QDII funds get go-ahead to invest in Britain
The China Banking Regulatory Commission signed an agreement with its British counterpart yesterday giving firms in the qualified domestic institutional investor scheme access to the first foreign market outside the country proper.
Britain will become the second overseas market after Hong Kong for selected mainland banks, fund managers and brokerages to buy securities. Beijing is speeding up QDII funds' access to overseas markets, allowing them to build up exposure in additional markets.
Sun Lujun, a deputy head of the State Administration of Foreign Exchange's current account department, said the government would broaden the range of investment destinations, helping institutions to diversify risks and shore up profits.
Beijing, under pressure to reduce a build-up of cash in the mainland economy, is introducing more channels for capital outflows.
The regulator's remarks are in line with last week's strategic economic dialogue between the mainland and the United States, which confirmed that mainland banks would soon be able to invest directly in United States-listed securities.
'In light of higher volatility in global markets, the authorities are eager to see QDII products diversify into a variety of asset classes,' said Jing Ulrich, JP Morgan's chairman for China equities.
When Beijing launched the QDII scheme last year, only banks were allowed to bet on overseas equities. However, in July this year, regulators allowed fund managers and brokerages to sell their own QDII funds.
At the end of October, 16 banks and five fund managers had invested US$28.6 billion worth of funds in overseas securities. Mainland investors have been particularly keen to tap Hong Kong-traded stocks, which are trading at a huge discount to their mainland A-share counterparts.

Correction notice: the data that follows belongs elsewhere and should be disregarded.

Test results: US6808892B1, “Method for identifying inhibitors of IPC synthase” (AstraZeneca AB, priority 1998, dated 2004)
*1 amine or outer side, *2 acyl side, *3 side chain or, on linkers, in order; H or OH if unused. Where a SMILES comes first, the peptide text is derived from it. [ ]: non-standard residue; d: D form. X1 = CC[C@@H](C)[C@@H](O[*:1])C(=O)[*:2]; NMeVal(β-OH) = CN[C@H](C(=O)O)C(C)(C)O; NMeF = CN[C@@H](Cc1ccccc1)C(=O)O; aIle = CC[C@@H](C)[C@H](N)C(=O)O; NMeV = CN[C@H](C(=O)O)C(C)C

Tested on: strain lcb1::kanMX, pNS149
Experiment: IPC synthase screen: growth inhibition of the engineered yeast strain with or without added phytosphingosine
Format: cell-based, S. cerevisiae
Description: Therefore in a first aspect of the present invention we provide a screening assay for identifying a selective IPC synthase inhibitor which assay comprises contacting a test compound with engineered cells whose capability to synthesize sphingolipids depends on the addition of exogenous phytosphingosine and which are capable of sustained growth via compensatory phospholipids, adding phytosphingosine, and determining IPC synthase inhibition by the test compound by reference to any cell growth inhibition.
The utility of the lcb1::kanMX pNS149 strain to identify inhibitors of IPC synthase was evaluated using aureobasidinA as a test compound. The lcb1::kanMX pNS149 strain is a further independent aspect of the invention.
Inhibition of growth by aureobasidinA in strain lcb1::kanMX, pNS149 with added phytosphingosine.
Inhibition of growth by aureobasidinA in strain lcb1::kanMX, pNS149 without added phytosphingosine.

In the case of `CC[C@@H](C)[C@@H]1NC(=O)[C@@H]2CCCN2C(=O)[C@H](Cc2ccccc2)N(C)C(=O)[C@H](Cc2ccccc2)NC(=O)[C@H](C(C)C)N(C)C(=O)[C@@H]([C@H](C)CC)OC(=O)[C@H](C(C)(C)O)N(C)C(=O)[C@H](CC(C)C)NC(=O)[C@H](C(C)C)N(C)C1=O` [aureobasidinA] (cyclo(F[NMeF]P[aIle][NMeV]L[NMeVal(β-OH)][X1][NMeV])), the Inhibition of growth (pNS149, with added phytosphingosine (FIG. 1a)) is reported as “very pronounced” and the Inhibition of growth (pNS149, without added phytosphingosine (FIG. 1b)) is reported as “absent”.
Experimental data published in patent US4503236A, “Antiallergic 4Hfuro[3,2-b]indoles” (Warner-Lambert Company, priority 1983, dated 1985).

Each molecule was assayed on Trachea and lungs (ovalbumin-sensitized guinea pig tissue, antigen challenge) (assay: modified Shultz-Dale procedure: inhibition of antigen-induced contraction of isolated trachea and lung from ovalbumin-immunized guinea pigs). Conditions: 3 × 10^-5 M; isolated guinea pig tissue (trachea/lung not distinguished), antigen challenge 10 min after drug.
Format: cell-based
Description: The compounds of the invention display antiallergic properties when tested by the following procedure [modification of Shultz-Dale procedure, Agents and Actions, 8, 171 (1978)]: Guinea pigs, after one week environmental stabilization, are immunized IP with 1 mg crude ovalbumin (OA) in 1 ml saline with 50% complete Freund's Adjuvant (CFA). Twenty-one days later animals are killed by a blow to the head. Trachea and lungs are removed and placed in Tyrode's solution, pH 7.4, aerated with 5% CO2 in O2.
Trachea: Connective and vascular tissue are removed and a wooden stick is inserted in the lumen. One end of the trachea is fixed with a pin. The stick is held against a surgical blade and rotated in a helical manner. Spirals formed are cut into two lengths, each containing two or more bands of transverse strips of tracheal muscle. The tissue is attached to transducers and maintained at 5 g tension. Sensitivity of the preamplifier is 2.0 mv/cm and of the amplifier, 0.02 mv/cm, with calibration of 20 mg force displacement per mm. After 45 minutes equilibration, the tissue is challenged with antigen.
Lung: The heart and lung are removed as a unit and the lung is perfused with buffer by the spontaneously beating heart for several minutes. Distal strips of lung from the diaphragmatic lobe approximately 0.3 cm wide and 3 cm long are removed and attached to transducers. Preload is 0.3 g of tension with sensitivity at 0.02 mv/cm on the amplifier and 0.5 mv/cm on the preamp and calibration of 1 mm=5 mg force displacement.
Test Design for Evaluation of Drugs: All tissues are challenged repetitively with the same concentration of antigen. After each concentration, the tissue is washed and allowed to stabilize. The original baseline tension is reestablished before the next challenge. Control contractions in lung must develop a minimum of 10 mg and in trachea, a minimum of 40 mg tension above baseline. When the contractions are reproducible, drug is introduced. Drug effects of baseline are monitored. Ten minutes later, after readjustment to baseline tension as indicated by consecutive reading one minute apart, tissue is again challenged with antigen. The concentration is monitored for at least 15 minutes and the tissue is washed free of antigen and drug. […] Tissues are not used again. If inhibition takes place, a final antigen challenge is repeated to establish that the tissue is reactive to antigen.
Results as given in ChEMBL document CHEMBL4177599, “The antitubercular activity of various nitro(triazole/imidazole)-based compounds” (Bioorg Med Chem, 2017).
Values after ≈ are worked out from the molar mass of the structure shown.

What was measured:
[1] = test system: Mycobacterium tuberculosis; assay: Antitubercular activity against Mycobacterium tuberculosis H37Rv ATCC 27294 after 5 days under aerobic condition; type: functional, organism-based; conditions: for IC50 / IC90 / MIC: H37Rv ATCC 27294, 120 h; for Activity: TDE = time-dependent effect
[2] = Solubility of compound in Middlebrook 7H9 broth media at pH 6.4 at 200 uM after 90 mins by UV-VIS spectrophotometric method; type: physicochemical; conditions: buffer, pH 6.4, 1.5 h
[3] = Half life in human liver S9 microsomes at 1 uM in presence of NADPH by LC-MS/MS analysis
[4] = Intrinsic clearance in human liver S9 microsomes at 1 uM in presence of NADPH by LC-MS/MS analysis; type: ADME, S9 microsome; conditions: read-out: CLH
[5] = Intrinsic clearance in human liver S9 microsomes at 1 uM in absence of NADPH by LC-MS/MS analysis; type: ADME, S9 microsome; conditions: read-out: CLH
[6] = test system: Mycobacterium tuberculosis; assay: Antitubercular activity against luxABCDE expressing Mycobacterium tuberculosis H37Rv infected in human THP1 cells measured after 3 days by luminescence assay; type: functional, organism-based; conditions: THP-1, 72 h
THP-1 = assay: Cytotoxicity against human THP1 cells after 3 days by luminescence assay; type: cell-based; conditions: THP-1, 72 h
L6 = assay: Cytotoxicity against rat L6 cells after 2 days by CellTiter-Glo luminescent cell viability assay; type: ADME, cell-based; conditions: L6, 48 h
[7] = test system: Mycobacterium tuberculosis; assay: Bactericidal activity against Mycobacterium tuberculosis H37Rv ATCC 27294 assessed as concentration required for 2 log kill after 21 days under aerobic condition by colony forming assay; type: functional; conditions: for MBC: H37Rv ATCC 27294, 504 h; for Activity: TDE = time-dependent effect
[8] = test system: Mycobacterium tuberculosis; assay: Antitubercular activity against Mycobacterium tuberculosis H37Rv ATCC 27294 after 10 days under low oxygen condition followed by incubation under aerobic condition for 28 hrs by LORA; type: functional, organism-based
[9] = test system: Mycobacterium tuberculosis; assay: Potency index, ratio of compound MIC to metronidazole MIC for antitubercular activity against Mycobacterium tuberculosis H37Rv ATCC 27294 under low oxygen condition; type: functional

China International Capital Corp, in which Morgan Stanley has a 34 per cent stake, said yesterday it had received a US$5 billion quota for its QDII fund, spearheading the move among mainland brokerages to trade overseas equities.
'China is bent on using the QDII scheme to balance its international payments,' said Zhou Liang, Lipper's China research head. 'Mounting interest in overseas stocks is also prompting regulatory approvals for more funds.'
Mrs Ulrich expects US$90 billion in QDII funds to leave the mainland next year, of which nearly US$30 billion will be invested in Hong Kong.
The delay of the so-called 'through-train' programme, under which mainland residents would be allowed to invest directly in Hong Kong stocks, would further fuel the growth of QDII products, analysts said.
However, the recent downturn in the Hong Kong market took its toll on the first batch of QDII products run by mainland fund managers. The funds' per-share net asset value all fell below one yuan as of early this month, translating into a paper loss for subscribers.